Occasionally my amateur interest in the history of the commons pokes through – for example while exploring the history of eating in public, questioning the present government’s attitude to public ownership, reflecting on the system of gebuurten developed in medieval European cities of Belgium and the Netherlands, or simply delighting in the history of neighbours.
Perhaps we'll all be thinking and writing more on the topic, on the grounds that
‘It is almost a law of contemporary social life that the more commons are attacked, the more they are celebrated.’
This quote comes from an article in a special supplement on the commons, published by the good folk at Community development journal. Here's the blurb:
All articles permanently free to download
Mary McDermott, Tom O’Connell and Órla O’Donovan
This Special Supplement aims to introduce the efflorescence of commons activism and thinking to people who are new to the old idea. In addition to celebrating how the commons can enrich our perceptions of the present and possible, the contributors caution us to look critically at contemporary discourses on the commons, recognizing how some actually reinforce capitalism, albeit with a human face. The articles demonstrate a high degree of reflexivity, along with clear and critical assessments by commoners themselves of their own projects. In articles focused on contemporary urban, water, knowledge and traditional music commons in contexts ranging from South Africa, Bolivia and Ireland, commoning right here, right now is considered. True to the spirit of the movement itself, many of the debates taking place between commoners with different ‘common senses’ are explored.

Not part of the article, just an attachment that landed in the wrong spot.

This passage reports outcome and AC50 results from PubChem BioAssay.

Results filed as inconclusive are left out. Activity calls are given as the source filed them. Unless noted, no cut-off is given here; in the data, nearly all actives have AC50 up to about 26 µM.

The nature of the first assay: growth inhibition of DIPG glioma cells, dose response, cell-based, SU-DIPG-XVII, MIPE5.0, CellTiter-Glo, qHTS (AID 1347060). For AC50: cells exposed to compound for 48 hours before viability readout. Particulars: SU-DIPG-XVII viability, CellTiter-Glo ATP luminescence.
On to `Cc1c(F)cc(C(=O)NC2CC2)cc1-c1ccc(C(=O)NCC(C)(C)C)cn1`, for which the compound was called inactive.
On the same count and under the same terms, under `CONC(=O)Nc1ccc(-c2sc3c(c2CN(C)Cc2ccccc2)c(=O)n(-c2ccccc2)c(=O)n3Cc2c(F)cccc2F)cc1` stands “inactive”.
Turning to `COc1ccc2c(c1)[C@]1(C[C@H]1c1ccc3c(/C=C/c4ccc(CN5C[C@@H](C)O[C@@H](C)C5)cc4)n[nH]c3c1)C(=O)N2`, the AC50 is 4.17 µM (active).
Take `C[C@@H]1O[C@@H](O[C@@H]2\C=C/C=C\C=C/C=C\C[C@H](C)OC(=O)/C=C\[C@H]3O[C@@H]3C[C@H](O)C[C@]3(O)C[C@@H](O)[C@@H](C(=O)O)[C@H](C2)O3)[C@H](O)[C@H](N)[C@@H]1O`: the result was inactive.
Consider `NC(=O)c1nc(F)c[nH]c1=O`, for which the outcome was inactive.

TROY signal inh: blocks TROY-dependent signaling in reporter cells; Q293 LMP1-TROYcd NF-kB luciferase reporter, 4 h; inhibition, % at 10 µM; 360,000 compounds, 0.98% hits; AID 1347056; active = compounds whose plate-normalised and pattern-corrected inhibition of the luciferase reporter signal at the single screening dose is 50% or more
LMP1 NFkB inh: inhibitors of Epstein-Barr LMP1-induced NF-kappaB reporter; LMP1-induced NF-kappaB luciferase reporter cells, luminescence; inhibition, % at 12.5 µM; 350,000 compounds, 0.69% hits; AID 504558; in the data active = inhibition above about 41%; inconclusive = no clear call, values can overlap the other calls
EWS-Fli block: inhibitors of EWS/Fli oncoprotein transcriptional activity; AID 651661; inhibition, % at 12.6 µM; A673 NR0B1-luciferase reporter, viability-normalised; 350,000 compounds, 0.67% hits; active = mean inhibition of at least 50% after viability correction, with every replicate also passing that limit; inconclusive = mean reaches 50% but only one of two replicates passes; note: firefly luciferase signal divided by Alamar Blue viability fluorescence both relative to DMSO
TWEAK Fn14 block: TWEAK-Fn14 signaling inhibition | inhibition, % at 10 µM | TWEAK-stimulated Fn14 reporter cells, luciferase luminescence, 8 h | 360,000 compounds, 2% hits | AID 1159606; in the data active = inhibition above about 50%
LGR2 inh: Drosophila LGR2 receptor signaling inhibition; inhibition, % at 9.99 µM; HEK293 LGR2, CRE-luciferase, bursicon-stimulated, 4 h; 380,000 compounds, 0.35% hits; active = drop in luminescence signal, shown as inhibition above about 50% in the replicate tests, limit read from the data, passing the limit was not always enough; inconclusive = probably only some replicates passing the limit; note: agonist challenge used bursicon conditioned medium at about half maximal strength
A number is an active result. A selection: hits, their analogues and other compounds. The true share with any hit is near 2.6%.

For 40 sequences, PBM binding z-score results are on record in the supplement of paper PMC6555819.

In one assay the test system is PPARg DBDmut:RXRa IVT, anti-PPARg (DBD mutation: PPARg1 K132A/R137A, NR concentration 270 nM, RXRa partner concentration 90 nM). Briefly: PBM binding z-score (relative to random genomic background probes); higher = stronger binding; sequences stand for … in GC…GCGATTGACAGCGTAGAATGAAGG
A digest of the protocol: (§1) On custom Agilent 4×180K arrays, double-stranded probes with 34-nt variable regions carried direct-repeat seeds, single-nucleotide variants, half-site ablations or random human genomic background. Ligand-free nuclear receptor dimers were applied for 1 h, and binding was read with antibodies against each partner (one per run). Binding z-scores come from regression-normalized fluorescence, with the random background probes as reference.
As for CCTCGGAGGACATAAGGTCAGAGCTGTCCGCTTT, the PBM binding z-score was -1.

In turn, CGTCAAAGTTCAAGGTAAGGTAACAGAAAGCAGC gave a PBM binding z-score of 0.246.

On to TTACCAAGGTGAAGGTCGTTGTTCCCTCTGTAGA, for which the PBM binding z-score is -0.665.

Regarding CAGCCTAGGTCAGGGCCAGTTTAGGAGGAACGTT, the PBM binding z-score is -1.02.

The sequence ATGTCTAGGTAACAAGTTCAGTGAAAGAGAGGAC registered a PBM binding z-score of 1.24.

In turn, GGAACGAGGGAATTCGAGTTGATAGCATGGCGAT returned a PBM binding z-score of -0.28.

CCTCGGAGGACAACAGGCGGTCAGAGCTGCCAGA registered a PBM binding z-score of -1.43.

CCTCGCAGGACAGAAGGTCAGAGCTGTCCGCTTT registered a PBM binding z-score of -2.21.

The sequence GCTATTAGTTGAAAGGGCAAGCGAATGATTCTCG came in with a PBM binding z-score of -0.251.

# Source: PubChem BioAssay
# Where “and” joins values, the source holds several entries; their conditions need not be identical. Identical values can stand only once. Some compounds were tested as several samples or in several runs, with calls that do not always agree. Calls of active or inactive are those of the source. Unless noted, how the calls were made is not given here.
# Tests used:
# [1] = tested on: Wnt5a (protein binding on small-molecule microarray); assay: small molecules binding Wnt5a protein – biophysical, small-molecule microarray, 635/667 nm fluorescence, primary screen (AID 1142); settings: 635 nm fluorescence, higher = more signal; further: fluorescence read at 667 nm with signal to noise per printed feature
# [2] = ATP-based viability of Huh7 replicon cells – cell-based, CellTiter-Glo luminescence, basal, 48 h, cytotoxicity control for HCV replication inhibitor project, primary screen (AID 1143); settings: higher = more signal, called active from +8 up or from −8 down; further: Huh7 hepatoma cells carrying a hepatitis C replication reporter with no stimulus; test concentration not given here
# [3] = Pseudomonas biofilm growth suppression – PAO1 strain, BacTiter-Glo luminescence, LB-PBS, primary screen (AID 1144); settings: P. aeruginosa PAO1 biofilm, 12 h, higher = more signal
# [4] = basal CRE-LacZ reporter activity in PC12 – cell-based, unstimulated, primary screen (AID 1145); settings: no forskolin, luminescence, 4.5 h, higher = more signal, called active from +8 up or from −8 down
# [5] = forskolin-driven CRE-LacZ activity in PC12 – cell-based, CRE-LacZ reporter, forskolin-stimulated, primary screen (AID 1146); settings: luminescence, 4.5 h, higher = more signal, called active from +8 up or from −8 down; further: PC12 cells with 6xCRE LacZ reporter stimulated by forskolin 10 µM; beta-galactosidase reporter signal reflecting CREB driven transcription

The collection helped me appreciate how so many of the arguments and warnings about threats to the commons were offered by Ivan Illich years ago. It also gives us all a chance to reassess the relation between the commons and community development: could we have the latter without the former? As Maria Mies points out, reflecting on the village where she grew up,
‘no real community could exist without commons. All persons in the community were responsible to maintain and care for the commons, even children. This responsibility was not enforced by formal law, because it was evident to everybody that people's survival and subsistence depended on the commons and on free communal work.’
So take a look. Here you can have a think about paradoxes in the current momentum behind open access academic publishing, observing Orla O’Donovan’s ‘search for cracks in the pay walls that commodify and enclose much publicly subsidised research that should be common knowledge.’ You can reflect on the perception of traditional Irish music as ‘an artistic and cultural commons’ and the ‘annexation’ of sites of performance by the commerce of copyright. (Or as I did, just ponder how an author can describe himself as ‘radically rooted’).
I recall that Illich’s works were out of print for some years in the UK, presumably because there was ‘no market’ for them. Perhaps that’s as strong an indicator as we need for the counter-productive mismatch between the cultural commons and late capitalism.